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Old 06-19-2013
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Project Phasing Help Needed

Hi all-

I'd appreciate some help clarifying the phasing of my projects on the new boat. It's all spinning around in a cloud of dollar signs and calendar pages at the moment.

I have a number of pretty typical projects. These include rebedding deck hardware (including toe rails), replacing some core on the deck and cockpit sole, and deck paint to pretty it all up. I was hoping to start small, do these a little at a time, and enjoy the project.

Unfortunately my project management OCD has kind of kicked in. As I look at the critical path on this project I'm kind of panicking.

If I'm going to do paint, I should probably take off ALL the deck hardware...heck, I was going to rebed anyway, right? Obviously, core repair comes before paint too. So in my mind my "take it slow, lots of little achievable steps" project has now mushroomed into a full blown Lackey Sailing type of job with every removable part of the boat in boxes, holes in the deck, weeks or months of grinding...not quite what I was ready for.

Is there any way to phase this project, and ensure a quality end result, without doing things twice or going for the full-on deconstruct?

Thanks for the read...

--Skagit out.
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Old 06-19-2013
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Re: Project Phasing Help Needed

I painted my deck a couple of years ago. If you want to do it right, you will need to remove all the deck hardware. This is a pretty big job (between removing hardware and sanding). You might be able to do the core repair in a separate project. If you are not going for a perfect look (like you actually want to sail more than you want to repair), you could consider painting around some of the hardware. Then you could rebed what really needs it now, and paint later.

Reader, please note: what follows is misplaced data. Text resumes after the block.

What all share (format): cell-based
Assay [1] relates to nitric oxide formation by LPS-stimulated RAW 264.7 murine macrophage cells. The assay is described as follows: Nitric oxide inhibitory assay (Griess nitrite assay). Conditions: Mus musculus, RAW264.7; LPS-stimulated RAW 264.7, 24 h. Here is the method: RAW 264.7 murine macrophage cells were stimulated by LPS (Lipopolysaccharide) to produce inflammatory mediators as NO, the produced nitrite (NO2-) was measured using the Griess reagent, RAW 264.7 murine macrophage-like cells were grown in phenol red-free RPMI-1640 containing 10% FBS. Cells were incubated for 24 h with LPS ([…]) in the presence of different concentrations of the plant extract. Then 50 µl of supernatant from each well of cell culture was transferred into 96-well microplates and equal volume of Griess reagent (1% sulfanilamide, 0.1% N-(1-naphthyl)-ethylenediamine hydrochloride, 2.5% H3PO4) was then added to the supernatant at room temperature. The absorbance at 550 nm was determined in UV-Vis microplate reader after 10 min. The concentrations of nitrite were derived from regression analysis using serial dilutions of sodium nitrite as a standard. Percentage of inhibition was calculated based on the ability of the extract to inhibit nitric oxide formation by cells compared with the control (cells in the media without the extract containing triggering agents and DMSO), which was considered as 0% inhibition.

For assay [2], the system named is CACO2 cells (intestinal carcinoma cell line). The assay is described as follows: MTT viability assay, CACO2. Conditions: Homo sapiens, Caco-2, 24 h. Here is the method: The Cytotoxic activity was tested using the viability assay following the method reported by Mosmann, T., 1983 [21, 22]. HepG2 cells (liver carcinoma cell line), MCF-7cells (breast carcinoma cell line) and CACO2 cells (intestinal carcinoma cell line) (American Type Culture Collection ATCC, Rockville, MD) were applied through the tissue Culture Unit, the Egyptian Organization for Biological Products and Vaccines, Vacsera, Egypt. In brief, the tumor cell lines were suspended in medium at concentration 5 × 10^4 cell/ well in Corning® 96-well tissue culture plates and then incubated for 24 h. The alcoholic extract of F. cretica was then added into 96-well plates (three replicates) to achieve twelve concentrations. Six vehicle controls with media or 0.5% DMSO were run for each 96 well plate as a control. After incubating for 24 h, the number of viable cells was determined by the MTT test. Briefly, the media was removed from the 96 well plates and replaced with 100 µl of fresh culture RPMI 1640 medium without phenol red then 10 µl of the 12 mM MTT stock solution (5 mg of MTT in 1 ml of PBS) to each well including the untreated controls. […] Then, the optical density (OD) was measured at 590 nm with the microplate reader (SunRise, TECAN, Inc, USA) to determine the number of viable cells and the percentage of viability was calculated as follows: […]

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Old 06-19-2013
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Re: Project Phasing Help Needed

It depends on short term and long term objectives.

The best looking boat may sail just as well as the boat that looks not so attractive.

If you want the best looking boat and do all the work right the first time then don't read any further in my post.

An alternate approach is to do just what is needed to stay afloat, safe and keep the rig up to go sailing now, then work on major projects at the next haul-out.

Survey all hull openings; prop shaft, through hulls, cockpit drains and replace, repair or service as needed.

Remove loose anti fouling paint on the hull and check for damage that must be repaired now. Repair as needed and paint a few coats of anti-fouling. At the next haulout remove all paint to gel-coat, repair, fair, barrier coat as needed.

Top sides and deck; do a good cleaning and check for leaking fixtures, rub-rail and port lights, fix leaks as needed. Hold off on how far you want to go with a perfect topside and deck finish until the next haul-out.

Check rig now and make repairs as needed, but hold off on major component replacement until you have at least one season with the boat and a better feel for how well the current rig performs.

Check the sails and running rigging; replace the running rigging if needed but only replace one mainsail and one heads sail if needed. After one sailing season you will have a better feel for additional sails or roller furler.

Check the motor and service and repair as needed. Hold off on replacement of the motor or major components until the next haul out.